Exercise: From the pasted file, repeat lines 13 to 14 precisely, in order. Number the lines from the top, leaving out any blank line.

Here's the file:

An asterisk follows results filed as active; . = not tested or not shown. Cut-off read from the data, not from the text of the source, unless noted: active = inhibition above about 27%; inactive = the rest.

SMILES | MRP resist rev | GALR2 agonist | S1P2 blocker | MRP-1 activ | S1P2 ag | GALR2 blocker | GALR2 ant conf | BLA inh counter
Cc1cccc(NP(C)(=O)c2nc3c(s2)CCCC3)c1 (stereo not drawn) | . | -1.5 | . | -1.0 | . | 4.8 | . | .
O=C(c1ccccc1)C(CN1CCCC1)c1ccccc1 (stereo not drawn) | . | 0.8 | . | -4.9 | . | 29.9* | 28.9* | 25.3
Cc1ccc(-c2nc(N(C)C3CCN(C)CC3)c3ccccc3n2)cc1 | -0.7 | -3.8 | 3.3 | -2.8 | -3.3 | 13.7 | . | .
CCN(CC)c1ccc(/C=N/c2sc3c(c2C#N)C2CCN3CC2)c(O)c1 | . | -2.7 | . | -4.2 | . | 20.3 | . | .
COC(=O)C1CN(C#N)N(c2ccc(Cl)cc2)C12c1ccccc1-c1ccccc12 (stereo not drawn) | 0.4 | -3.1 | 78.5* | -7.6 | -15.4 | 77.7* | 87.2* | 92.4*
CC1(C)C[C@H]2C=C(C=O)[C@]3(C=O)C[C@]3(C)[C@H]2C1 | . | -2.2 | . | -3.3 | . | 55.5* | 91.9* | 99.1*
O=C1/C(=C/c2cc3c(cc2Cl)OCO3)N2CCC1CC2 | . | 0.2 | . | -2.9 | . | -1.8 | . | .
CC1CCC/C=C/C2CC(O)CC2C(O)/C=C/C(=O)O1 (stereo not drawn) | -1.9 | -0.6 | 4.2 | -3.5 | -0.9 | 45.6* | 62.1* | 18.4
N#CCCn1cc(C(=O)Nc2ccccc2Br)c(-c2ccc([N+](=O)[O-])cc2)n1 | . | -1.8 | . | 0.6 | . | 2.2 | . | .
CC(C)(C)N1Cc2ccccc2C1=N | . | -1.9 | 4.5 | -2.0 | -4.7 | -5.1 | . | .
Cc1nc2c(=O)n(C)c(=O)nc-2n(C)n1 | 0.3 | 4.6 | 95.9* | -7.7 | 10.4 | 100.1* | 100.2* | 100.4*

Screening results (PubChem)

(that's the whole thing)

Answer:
Cc1nc2c(=O)n(C)c(=O)nc-2n(C)n1 | 0.3 | 4.6 | 95.9* | -7.7 | 10.4 | 100.1* | 100.2* | 100.4*

Screening results (PubChem)